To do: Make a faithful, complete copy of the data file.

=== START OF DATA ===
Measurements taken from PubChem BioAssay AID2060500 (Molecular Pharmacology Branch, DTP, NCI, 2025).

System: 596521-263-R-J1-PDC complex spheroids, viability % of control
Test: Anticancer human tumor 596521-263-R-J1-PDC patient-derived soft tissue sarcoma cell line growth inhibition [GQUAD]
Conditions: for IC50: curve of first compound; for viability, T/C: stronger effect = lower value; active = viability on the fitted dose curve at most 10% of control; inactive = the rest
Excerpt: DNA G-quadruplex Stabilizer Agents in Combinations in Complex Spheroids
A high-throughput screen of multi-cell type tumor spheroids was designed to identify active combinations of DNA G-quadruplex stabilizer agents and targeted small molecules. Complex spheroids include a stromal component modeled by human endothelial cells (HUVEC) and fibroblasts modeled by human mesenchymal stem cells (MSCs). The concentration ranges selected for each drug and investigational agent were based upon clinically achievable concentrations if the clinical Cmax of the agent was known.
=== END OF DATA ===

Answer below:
Measurements taken from PubChem BioAssay AID2060500 (Molecular Pharmacology Branch, DTP, NCI, 2025).

System: 596521-263-R-J1-PDC complex spheroids, viability % of control
Test: Anticancer human tumor 596521-263-R-J1-PDC patient-derived soft tissue sarcoma cell line growth inhibition [GQUAD]
Conditions: for IC50: curve of first compound; for viability, T/C: stronger effect = lower value; active = viability on the fitted dose curve at most 10% of control; inactive = the rest
Excerpt: DNA G-quadruplex Stabilizer Agents in Combinations in Complex Spheroids
A high-throughput screen of multi-cell type tumor spheroids was designed to identify active combinations of DNA G-quadruplex stabilizer agents and targeted small molecules. Complex spheroids include a stromal component modeled by human endothelial cells (HUVEC) and fibroblasts modeled by human mesenchymal stem cells (MSCs). The concentration ranges selected for each drug and investigational agent were based upon clinically achievable concentrations if the clinical Cmax of the agent was known.